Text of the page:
Cross collateralisation

December 15, 2016
Richard Ferguson

Cross collateralisation is the process whereby a loan or loans are secured by multiple properties you own.

To explain further, your collateral is what you offer the lender as security when applying for a home loan. Depending on how your loan is structured, it will be secured by a single property you already own as a ‘stand alone’ loan, or secured by multiple houses in your portfolio so they are ‘cross collateralised’.

Let’s take a quick view of the potential pros and cons of cross collateralisation, remembering that these may be different for you based on your individual circumstances.


  • It’s (theoretically) easier to deal with a single lender 
  • You can use one property as the collateral to purchase the second property without using your own cash •
  • As equity grows in your investment properties you can access it easier, i.e. you don’t have to apply to a number of different lenders to extract equity from each property 
  • The large loan size may lead to discounts on charges and interest rates


  • One lender may decide they have too much exposure to a single client, refusing you further loans
  • A single lender may not have the best products to suit all situations
  • If you sell off one property it might mean you need to have the whole loan portfolio restructured
  • Lenders are naturally risk averse, so if given the opportunity they will obtain as much security as they can for the loan, and this may not be ideal for you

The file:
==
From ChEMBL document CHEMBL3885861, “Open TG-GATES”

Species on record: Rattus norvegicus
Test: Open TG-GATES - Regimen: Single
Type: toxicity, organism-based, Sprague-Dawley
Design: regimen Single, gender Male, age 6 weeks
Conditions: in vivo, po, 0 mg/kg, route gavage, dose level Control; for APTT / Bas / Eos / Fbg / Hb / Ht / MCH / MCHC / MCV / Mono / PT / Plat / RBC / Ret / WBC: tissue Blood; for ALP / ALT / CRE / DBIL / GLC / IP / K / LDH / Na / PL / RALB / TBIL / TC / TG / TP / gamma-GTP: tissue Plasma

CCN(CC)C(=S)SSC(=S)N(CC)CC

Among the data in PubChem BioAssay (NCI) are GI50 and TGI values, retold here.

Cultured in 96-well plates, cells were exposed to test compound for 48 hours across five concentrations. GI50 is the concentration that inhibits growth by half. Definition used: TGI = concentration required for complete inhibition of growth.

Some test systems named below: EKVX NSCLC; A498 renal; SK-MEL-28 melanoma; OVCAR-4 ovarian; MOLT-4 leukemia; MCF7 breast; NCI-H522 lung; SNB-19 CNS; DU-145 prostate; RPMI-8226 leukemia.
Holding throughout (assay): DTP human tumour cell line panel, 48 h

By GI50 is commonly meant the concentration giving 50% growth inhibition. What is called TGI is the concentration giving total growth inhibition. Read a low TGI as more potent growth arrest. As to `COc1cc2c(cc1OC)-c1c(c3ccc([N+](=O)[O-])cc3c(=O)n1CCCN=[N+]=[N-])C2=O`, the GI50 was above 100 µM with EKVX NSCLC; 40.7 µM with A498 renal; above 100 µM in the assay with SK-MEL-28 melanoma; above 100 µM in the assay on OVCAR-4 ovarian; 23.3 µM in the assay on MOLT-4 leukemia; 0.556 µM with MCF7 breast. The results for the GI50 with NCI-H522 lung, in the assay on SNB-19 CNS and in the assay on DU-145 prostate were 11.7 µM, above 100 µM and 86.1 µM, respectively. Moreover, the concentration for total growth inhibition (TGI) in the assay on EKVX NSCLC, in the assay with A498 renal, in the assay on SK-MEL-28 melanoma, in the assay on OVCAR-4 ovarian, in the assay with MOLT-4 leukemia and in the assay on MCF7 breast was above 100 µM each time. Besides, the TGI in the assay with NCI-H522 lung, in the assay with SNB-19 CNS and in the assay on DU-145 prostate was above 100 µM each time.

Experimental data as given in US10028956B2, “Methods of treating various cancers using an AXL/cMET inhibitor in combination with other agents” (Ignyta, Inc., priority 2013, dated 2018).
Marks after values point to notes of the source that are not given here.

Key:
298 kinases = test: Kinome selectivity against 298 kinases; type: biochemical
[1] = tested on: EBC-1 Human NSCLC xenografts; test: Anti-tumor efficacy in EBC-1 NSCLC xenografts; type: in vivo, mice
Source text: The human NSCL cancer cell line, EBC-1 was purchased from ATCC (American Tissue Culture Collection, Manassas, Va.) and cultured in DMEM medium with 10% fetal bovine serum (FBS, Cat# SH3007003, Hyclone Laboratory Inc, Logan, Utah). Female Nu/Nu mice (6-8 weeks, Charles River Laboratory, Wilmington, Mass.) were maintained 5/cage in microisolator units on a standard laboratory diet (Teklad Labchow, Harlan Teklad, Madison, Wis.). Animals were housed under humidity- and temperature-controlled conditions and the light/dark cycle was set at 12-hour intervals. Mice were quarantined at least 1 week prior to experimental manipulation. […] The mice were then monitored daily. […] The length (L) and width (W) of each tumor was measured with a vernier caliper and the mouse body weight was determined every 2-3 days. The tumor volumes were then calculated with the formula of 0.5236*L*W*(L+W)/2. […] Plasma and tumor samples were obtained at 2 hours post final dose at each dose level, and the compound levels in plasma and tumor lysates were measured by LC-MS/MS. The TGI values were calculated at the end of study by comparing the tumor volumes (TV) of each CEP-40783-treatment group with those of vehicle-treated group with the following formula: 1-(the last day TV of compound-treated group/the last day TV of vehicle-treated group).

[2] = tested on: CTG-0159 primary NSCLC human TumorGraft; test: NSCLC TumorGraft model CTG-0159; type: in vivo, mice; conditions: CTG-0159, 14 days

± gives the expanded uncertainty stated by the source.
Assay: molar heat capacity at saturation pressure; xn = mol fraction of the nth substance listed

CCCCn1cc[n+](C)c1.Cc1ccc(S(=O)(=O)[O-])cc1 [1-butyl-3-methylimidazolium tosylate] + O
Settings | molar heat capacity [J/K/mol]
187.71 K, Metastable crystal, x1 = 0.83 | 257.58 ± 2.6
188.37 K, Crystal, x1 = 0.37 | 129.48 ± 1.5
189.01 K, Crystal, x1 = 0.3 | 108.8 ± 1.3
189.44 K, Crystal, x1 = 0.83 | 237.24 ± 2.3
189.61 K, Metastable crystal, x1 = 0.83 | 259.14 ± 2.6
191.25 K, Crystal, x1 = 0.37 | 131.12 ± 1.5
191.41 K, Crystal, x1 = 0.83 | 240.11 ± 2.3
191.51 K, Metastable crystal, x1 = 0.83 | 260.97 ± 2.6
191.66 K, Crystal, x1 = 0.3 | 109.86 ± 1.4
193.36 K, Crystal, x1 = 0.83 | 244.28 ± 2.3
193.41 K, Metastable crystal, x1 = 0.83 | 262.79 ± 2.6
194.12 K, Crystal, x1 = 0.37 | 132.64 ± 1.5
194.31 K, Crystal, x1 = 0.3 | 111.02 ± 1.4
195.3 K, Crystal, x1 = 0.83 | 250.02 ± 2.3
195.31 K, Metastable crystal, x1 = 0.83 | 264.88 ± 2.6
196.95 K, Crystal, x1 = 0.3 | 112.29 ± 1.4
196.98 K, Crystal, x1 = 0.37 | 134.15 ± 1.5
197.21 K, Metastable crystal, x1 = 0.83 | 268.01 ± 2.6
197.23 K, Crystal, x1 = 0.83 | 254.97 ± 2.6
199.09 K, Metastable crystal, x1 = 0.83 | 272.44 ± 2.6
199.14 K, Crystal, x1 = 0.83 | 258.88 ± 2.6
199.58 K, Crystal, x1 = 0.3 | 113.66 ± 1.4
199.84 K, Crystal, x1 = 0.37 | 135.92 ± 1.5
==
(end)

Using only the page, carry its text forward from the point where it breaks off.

Some people say that by having all your loans with one lender you are more exposed if something goes wrong. This is potentially true and something to consider.

Let me explain : Let’s say you run into a problem and are forced to sell a property resulting in a deficiency balance, i.e. you owe the lender more than you were able to sell the property for. In this situation, if the lender has other properties secured against the loan they can easily force you to sell another property to recover their money. If the other properties are with other lenders and the loss is only small they may not feel that it is cost effective to persue you through the civil court process to recover their loss but they would certainly put very adverse comments on your credit history.

So, if you are building a property portfolio, weigh up the pros and cons of ‘stand alone’ and ‘crossed’ loans, and importantly seek unbiased expert advice on what will be right for you. A mortgage broker can advise you on the finer points of loan structuring so that in consultation with your legal and accounting advisers you can make informed decisions, not only for your current situation but for your future financial security.

You can contact me on 0419 635 692.

Posted in: Property investment

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